# Python complex() — A Useless Python Feature?

The Python `complex()` method returns a complex number object. You can either pass a string argument to convert the string to a complex number, or you provide the real and imaginary parts to create a new complex number from those.

This article shows you how to use Python’s built-in `complex()` constructor. You’ll not only learn how to use it—but also why it is useless and what you should do instead in newer Python versions.

## Usage

Learn by example! Here are some examples of how to use the `complex()` built-in function:

```>>> complex(1, -2)
(1-2j)
>>> complex(2, -1)
(2-1j)
>>> complex(2, 2)
(2+2j)
>>> complex(1)
(1+0j)
>>> complex(2)
(2+0j)
>>> complex('42-21j')
(42-21j)```

## Syntax Complex()

You can use the `complex()` method with three different argument lists.

```Syntax:
`complex(real)         # Imaginary Part is 0j`
`complex(real, img)    # Both real and imaginary part are given`
`complex(string)       # String has format 'x+yj' for real part x and imaginary part y. ````

## Interactive Shell Exercise: Understanding Complex()

Consider the following interactive code:

Exercise: Guess the output before running the code.

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## How to Create Complex Number Without complex()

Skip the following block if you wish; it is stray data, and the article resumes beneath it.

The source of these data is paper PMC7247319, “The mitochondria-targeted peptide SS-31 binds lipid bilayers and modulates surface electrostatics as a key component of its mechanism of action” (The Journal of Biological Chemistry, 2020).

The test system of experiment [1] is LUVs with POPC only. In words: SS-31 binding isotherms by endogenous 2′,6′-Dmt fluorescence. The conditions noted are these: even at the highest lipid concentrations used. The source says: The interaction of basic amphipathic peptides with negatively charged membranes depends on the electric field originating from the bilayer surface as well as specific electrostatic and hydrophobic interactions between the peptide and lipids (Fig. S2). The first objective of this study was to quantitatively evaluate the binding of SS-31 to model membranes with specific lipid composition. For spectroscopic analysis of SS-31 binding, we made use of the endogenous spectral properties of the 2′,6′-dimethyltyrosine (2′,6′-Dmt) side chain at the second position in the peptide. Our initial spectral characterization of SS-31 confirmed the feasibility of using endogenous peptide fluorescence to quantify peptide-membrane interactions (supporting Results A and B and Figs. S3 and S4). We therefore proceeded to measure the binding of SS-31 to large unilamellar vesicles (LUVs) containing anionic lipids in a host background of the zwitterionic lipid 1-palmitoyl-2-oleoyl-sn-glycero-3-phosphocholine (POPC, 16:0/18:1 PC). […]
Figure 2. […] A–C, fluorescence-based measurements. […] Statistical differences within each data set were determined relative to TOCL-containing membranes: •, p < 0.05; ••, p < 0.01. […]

Interestingly, you don’t need the `complex()` constructor to create a complex number! Instead, newer version of Python have built-in complex number support—just use the the syntax `x+yj` for real part `x` and imaginary part `y` to obtain a complex number.

```a = 1+1j
b = 4+42j
c = 0+0j

print('Complex Numbers:')
print(a, b, c)

print('Types:')
print(type(a), type(b), type(c))
```

The output is:

```Complex Numbers:
(1+1j) (4+42j) 0j
Types:
<class 'complex'> <class 'complex'> <class 'complex'>```

## Summary

The Python `complex()` method returns a complex number object. To create a complex number:

• Pass a string argument to convert the string to a complex number, or
• Provide the real and imaginary parts to create a new complex number from those.

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